6. After feeding, wipe the baby’s teeth with moist cloth or cotton.
7. It is better to cultivate the habit of drinking from a cup once the baby is 8 months old. This will definitely reduce the decay producing process.
8. Start brushing the baby’s teeth as early as when the teeth appear. Small nylon filaments are available for the purpose.
9. Do not brush with fluoride toothpaste; there are special brands of fluoride-free toothpaste available for small children.
10. By one year to eighteen months, start taking the child to the dentist to acclimatize him to the dental environment and rid him of the fear of doctors.

Dental tips for Pre-schoolers.

1. Teach the toddlers how to brush. This is usually done by the parents visiting a dental clinic to see a demo of the right brushing technique.
2. Use a very soft paediatric brush with pea sized, fluoride-free toothpaste.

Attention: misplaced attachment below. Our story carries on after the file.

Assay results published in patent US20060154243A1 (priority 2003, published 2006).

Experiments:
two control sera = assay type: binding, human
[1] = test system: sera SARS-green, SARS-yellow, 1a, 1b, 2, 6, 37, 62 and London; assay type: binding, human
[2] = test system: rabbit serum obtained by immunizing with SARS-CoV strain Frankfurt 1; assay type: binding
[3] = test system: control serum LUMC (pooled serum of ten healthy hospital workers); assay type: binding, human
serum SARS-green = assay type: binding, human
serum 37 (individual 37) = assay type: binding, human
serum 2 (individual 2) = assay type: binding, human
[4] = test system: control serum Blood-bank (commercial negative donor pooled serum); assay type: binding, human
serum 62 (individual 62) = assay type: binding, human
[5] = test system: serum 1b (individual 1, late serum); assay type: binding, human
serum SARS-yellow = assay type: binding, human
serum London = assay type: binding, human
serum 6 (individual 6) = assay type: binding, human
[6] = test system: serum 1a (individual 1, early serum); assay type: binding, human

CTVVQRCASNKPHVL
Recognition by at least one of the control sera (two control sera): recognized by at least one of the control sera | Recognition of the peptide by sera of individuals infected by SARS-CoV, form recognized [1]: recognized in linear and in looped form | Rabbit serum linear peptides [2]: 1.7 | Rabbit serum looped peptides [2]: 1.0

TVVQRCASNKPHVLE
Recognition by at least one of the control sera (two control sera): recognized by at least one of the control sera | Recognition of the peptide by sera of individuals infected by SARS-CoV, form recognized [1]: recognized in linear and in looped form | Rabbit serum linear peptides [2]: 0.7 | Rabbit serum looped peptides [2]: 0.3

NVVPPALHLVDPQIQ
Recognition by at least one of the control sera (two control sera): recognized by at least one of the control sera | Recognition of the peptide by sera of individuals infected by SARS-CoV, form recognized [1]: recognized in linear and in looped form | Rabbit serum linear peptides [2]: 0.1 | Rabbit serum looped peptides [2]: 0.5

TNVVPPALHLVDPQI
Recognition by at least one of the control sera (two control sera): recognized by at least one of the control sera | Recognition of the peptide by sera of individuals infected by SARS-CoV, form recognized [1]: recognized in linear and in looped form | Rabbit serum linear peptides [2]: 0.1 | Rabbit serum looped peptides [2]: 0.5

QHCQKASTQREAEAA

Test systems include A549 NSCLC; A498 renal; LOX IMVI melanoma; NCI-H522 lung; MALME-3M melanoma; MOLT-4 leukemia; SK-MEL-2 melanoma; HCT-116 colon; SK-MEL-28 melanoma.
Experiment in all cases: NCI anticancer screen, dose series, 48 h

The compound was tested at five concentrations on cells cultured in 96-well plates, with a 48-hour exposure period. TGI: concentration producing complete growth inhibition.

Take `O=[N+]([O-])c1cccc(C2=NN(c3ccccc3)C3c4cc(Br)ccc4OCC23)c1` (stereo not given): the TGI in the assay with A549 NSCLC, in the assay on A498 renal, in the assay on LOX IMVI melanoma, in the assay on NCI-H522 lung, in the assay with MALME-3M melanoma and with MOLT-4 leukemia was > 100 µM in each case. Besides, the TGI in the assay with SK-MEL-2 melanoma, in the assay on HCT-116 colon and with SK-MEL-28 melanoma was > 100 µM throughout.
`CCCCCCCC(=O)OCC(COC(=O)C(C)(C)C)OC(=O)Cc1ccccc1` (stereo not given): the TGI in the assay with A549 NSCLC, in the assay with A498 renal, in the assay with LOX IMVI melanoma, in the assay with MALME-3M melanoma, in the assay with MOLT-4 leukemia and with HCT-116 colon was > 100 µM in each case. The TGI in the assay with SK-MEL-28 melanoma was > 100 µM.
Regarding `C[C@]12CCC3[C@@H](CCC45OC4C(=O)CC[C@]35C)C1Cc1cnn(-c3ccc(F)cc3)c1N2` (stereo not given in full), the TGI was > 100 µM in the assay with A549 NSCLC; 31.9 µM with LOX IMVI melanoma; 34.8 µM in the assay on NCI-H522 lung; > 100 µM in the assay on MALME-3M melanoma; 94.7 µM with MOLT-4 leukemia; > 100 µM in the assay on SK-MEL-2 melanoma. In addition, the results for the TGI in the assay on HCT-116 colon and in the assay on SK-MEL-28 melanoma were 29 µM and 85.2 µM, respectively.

3. See that the kids don’t junk between meals, especially sweets and sticky foods.
4. If you spot signs of tooth decay, don’t delay consulting a dentist. In this way you will avoid decay spreading into the pulp.

Dental tips for Primary Schoolers

1. We normally advice them to start brushing with fluoride paste under supervision by the parents.
2. Maintain good oral hygiene and habits, especially by avoiding snacking between meals and eating junk foods.
3. Get a pit and fissure sealant done if you see signs of decay in the pits and grooves of the teeth.
4. Get a fluoride application done where necessary since this helps the enamel to become strong.
5. If any corrective treatment is needed at this stage, have it done at the earliest.
6. Rinse your teeth even if you don’t brush after every bout of eating. As far as possible, keep on gargling your teeth since this reduces the amount of food particles which are in the mouth and reduces the amount of tartar formed around the area.
7. Brushing is a must if you eat sticky foods.